Instagram Likes: Friends or Foes?

Instagram is slowly testing the removal of likes. Sound the alarm! So far the Facebook-owned app has rolled out this new feature in Canada, Australia, New Zealand, Italy, Ireland, Japan, and Brazil. Users in those countries can no longer see the number of likes other people’s photos are receiving, but can still access their own by clicking a link under their uploaded photo. When I first heard this news I was actually a bit frustrated — I like to see how many likes my photos are getting, as do many others. However, that is still possible.


You may be wondering, what this means for influencers since their primary sources of income are from social media. Michelle Reed, a 21-year-old influencer, told the Daily News that “if comments still exist, I think they will become the primary measure of campaign success. And honestly, that’s a good thing! Maybe more authentic influencers will have more brand opportunities.” The removal of likes is not the destruction of social media as a profitable platform — brands and influencers will just find new ways to value and work their system.


Instagram was introduced to me in the sixth grade. Back in the days of 2011, it worked more like a Snapchat story, where you posted a picture you just took and that was it. But as time passed it evolved into the platform that we know today. People started caring more about what they posted, what comments they got, and of course, the number of likes. I was introduced to Instagram as a pre-teen, so I had some time without this ‘value system’ and know that my like count does not contribute to my self-worth. This might not be true for those growing up now.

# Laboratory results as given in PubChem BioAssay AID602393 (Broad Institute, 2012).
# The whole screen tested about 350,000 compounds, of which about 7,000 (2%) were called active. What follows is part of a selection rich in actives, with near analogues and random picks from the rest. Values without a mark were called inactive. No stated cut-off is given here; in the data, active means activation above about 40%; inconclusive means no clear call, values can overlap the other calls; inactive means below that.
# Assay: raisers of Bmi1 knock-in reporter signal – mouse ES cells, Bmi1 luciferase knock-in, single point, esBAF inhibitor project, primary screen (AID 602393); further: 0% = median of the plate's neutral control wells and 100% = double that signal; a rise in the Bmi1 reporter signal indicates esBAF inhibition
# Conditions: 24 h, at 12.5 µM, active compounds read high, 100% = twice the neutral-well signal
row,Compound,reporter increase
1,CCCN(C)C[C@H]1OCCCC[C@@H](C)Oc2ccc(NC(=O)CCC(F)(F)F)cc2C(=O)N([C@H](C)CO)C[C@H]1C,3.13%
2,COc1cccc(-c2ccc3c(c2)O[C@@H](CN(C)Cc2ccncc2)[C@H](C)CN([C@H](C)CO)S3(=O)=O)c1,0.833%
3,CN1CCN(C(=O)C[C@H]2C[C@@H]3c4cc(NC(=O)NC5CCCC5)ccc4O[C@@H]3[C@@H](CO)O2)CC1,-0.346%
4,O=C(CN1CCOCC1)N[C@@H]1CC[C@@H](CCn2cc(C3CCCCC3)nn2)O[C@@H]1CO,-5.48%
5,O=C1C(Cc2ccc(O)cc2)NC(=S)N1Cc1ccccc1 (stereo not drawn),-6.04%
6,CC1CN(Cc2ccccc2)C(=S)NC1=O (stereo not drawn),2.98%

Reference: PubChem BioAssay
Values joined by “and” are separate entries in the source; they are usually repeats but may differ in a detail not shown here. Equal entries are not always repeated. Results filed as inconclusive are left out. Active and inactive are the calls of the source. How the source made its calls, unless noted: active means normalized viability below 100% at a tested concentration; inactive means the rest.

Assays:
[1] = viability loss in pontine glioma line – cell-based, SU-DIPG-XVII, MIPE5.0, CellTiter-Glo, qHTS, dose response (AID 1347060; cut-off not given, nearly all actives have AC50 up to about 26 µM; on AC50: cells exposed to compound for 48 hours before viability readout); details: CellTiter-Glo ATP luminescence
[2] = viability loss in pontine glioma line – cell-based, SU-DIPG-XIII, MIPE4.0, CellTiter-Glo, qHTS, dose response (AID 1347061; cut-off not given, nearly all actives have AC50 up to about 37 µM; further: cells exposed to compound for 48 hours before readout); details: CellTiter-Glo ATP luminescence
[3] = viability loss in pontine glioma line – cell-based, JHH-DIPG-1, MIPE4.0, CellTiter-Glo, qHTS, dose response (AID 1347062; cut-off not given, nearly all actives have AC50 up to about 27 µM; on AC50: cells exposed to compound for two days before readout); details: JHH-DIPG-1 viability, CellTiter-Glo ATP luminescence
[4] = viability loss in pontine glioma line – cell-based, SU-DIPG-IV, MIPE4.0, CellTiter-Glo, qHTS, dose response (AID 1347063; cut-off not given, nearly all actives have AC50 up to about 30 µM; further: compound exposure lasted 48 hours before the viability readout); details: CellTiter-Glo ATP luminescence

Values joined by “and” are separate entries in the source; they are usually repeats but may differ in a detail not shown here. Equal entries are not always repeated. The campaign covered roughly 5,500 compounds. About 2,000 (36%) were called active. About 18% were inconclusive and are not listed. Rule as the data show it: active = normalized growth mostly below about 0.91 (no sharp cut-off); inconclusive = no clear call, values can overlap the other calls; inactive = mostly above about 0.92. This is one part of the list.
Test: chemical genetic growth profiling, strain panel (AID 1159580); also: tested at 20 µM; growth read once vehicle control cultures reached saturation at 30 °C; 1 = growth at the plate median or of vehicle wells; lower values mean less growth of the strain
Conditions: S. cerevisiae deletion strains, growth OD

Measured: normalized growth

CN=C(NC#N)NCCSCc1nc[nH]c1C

A study with teenagers aged 13-18 from the UCLA Brain Mapping Center found that more likes received increased activity in the center of the brain. The study shows that receiving likes from people brings pleasure, so Instagram removing the likes could decrease this pleasure rush. But since the user will still be able to access their own number, the satisfaction and positive brain activity they receive from likes are still accessible. If this new feature were to be implemented on a global scale, what should diminish is the comparison to other peoples images that hurt one’s confidence and self-esteem.


Instagram removing the like count is beneficial for youth today as they cannot judge each other based on likes, and therefore the social merit of likes should devalue. This obviously does not get rid of people comparing themselves to others, but it’s a step in the right direction, and I’ll take that as a win.